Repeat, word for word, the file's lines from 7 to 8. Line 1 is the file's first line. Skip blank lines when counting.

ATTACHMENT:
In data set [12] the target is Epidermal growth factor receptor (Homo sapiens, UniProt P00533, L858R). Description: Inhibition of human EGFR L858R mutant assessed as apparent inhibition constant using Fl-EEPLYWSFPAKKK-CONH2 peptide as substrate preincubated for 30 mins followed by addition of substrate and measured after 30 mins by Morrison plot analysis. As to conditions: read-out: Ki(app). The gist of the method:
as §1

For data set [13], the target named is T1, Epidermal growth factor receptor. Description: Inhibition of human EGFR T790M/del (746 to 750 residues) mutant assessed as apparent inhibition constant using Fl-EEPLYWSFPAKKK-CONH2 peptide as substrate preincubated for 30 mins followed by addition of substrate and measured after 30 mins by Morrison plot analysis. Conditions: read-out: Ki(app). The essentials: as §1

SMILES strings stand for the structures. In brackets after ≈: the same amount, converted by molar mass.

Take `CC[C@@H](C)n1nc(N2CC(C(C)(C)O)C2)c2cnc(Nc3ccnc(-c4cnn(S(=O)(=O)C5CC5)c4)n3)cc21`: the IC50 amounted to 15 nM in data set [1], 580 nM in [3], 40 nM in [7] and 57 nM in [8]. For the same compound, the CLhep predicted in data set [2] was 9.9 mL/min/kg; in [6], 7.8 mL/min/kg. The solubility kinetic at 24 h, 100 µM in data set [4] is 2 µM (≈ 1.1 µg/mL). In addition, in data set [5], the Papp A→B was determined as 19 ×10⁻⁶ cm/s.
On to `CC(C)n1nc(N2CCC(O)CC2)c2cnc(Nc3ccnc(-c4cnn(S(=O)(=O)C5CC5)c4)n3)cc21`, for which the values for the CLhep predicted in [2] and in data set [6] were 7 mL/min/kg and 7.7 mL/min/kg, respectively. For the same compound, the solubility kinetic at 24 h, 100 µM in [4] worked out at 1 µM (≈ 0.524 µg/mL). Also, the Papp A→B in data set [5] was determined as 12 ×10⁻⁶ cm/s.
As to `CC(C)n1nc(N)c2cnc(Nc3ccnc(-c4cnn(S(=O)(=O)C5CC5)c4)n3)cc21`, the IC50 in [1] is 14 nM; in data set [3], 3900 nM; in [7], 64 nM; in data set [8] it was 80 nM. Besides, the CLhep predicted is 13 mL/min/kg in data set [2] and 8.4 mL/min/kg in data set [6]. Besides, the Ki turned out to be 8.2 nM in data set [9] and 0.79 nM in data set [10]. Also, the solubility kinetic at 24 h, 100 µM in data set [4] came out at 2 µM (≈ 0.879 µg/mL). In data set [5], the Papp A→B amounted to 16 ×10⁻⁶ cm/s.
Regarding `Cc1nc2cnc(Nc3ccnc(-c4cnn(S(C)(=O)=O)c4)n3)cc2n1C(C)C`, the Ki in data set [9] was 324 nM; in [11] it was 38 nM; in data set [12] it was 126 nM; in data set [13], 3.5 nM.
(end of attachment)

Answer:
As to `CC(C)n1nc(N)c2cnc(Nc3ccnc(-c4cnn(S(=O)(=O)C5CC5)c4)n3)cc21`, the IC50 in [1] is 14 nM; in data set [3], 3900 nM; in [7], 64 nM; in data set [8] it was 80 nM. Besides, the CLhep predicted is 13 mL/min/kg in data set [2] and 8.4 mL/min/kg in data set [6]. Besides, the Ki turned out to be 8.2 nM in data set [9] and 0.79 nM in data set [10]. Also, the solubility kinetic at 24 h, 100 µM in data set [4] came out at 2 µM (≈ 0.879 µg/mL). In data set [5], the Papp A→B amounted to 16 ×10⁻⁶ cm/s.
Regarding `Cc1nc2cnc(Nc3ccnc(-c4cnn(S(C)(=O)=O)c4)n3)cc2n1C(C)C`, the Ki in data set [9] was 324 nM; in [11] it was 38 nM; in data set [12] it was 126 nM; in data set [13], 3.5 nM.